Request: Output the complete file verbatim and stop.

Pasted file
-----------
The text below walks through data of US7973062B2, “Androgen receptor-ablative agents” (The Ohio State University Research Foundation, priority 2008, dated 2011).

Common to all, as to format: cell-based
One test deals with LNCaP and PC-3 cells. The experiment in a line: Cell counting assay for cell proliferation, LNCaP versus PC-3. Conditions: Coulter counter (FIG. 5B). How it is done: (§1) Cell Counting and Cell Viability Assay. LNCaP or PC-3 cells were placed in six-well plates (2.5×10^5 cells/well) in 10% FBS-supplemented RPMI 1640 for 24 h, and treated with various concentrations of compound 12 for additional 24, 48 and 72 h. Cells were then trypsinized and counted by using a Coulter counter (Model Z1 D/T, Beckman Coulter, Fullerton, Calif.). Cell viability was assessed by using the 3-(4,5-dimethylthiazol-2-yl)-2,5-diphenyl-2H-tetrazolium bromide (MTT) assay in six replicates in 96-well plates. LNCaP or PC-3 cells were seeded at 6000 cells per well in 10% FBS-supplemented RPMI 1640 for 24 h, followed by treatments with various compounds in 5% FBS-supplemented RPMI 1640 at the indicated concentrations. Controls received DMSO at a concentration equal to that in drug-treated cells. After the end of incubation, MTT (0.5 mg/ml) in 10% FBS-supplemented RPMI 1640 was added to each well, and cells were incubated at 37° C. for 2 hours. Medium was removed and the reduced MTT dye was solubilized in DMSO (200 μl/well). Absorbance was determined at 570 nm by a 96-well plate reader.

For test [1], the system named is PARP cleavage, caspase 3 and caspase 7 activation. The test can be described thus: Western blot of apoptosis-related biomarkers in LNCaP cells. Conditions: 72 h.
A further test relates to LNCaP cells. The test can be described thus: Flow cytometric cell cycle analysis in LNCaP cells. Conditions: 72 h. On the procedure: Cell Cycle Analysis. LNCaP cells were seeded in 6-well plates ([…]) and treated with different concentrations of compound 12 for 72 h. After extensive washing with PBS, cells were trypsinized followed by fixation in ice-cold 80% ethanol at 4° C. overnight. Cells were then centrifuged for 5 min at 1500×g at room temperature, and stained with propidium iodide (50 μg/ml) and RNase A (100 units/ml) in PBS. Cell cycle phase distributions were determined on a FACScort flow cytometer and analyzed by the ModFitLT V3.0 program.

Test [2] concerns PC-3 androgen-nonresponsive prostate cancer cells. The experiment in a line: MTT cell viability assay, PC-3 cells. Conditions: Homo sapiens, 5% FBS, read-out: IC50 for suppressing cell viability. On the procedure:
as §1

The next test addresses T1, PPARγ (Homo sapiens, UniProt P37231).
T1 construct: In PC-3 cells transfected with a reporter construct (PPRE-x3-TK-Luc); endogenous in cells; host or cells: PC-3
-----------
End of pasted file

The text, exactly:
The text below walks through data of US7973062B2, “Androgen receptor-ablative agents” (The Ohio State University Research Foundation, priority 2008, dated 2011).

Common to all, as to format: cell-based
One test deals with LNCaP and PC-3 cells. The experiment in a line: Cell counting assay for cell proliferation, LNCaP versus PC-3. Conditions: Coulter counter (FIG. 5B). How it is done: (§1) Cell Counting and Cell Viability Assay. LNCaP or PC-3 cells were placed in six-well plates (2.5×10^5 cells/well) in 10% FBS-supplemented RPMI 1640 for 24 h, and treated with various concentrations of compound 12 for additional 24, 48 and 72 h. Cells were then trypsinized and counted by using a Coulter counter (Model Z1 D/T, Beckman Coulter, Fullerton, Calif.). Cell viability was assessed by using the 3-(4,5-dimethylthiazol-2-yl)-2,5-diphenyl-2H-tetrazolium bromide (MTT) assay in six replicates in 96-well plates. LNCaP or PC-3 cells were seeded at 6000 cells per well in 10% FBS-supplemented RPMI 1640 for 24 h, followed by treatments with various compounds in 5% FBS-supplemented RPMI 1640 at the indicated concentrations. Controls received DMSO at a concentration equal to that in drug-treated cells. After the end of incubation, MTT (0.5 mg/ml) in 10% FBS-supplemented RPMI 1640 was added to each well, and cells were incubated at 37° C. for 2 hours. Medium was removed and the reduced MTT dye was solubilized in DMSO (200 μl/well). Absorbance was determined at 570 nm by a 96-well plate reader.

For test [1], the system named is PARP cleavage, caspase 3 and caspase 7 activation. The test can be described thus: Western blot of apoptosis-related biomarkers in LNCaP cells. Conditions: 72 h.
A further test relates to LNCaP cells. The test can be described thus: Flow cytometric cell cycle analysis in LNCaP cells. Conditions: 72 h. On the procedure: Cell Cycle Analysis. LNCaP cells were seeded in 6-well plates ([…]) and treated with different concentrations of compound 12 for 72 h. After extensive washing with PBS, cells were trypsinized followed by fixation in ice-cold 80% ethanol at 4° C. overnight. Cells were then centrifuged for 5 min at 1500×g at room temperature, and stained with propidium iodide (50 μg/ml) and RNase A (100 units/ml) in PBS. Cell cycle phase distributions were determined on a FACScort flow cytometer and analyzed by the ModFitLT V3.0 program.

Test [2] concerns PC-3 androgen-nonresponsive prostate cancer cells. The experiment in a line: MTT cell viability assay, PC-3 cells. Conditions: Homo sapiens, 5% FBS, read-out: IC50 for suppressing cell viability. On the procedure:
as §1

The next test addresses T1, PPARγ (Homo sapiens, UniProt P37231).
T1 construct: In PC-3 cells transfected with a reporter construct (PPRE-x3-TK-Luc); endogenous in cells; host or cells: PC-3